Jesse van der Tuuk: Walking Distance

The first few times I saw the photographic series in Walking Distance, I identified the urban environment as the main shared characteristic between them. When I interviewed Jesse and asked him about it, I realized that although the metropolis is indeed the protagonist, the underlying dominant notion that weaves the three series together is the interplay between the familiar and the unknown. This interaction does not occur, however, in a comparative sense; Jesse does not present two opposite cities – the commonplace city and the extraordinary city – but reinterprets the extraordinary within the commonplace. His lens vindicates what is deemed ordinary, those environments that inevitably become repetitive because he constantly sees them: his neighbourhood, the magazines he flips through during the day, the view from his window. And yet, these three photographic projects are not perceived as prosaic. The city that Jesse portrays keeps on morphing.

-Abril Cisneros

Walking Distance (2020 – Ongoing)

Walking Distance explores what happens when the starting point of a commute becomes the main environment.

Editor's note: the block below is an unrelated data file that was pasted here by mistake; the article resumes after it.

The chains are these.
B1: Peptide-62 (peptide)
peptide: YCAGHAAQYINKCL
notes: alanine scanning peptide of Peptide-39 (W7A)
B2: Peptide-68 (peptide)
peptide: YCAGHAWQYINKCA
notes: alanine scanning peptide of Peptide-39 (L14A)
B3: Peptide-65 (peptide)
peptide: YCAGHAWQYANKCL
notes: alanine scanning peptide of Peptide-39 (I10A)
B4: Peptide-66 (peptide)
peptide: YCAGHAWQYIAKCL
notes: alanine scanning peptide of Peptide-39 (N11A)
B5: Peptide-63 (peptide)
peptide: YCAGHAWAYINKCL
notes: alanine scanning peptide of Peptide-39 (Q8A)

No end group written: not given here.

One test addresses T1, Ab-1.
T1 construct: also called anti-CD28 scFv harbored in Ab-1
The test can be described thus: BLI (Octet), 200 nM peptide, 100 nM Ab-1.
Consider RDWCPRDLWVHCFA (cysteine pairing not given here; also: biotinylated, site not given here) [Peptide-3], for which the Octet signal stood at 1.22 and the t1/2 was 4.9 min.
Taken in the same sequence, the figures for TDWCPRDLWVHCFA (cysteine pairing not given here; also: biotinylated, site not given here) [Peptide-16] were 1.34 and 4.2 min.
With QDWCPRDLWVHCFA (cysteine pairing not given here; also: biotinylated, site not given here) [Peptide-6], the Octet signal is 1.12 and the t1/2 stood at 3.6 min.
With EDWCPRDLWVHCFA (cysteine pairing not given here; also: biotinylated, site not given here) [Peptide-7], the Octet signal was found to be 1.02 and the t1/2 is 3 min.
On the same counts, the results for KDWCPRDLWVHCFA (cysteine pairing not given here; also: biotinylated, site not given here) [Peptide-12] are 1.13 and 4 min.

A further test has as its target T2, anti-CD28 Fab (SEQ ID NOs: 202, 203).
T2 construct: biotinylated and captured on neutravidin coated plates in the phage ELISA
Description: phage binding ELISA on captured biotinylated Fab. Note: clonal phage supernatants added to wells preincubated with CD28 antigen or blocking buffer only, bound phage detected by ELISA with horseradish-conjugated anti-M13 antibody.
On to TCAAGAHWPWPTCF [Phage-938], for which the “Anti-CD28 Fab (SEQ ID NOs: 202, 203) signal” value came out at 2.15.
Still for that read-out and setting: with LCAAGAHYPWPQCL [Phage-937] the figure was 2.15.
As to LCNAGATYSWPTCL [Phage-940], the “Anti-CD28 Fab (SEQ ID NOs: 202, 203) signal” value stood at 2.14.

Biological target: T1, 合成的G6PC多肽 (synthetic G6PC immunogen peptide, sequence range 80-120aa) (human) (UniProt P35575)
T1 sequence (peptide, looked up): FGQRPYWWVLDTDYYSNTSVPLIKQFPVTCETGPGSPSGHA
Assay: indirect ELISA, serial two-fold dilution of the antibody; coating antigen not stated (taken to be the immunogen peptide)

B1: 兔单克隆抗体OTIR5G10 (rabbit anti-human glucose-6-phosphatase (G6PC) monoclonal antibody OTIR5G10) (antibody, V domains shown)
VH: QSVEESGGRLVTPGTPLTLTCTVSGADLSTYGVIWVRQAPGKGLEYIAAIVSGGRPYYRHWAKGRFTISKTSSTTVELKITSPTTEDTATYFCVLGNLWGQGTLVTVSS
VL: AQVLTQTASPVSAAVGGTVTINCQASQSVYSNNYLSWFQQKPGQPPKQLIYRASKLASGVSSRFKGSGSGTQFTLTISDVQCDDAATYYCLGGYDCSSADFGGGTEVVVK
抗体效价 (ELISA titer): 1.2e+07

For over a year I have been exploring the surroundings of the residential area Laakkwartier in The Hague during different lockdowns, holidays and other events.

The surroundings that before lockdowns and curfews only functioned as a base to come home to is now the main focus of my artistic output.

During the year I started seeing oddities and interesting surfaces that were easily overlooked when not seen multiple times a day.


The collages are completely made from a variety of cut up skateboarding magazines where I cut out the actual skaters and brand logos from the image. When taking out the main focus of the images one is left with suburban surroundings mainly consisting of concrete in all kinds of shapes which are reinterpreted into a collage.

You have these old buildings which are constantly changing. Like the facades and doors, or the textures of the walls, or graffiti being covered by other graffiti or by cleaners from the municipality. I really like when people drop a bucket of paint from their car or something, that will stay on the surface for years to come. These things building up in the environment which are really easily overlooked but they really characterise the neighbourhood.


A visual study of the large tree I can see from my apartments balcony where the tree functions as a sculpture in a changing environment. Since lockdown the tree became an object of interest due to it’s ominous presence in the yard.

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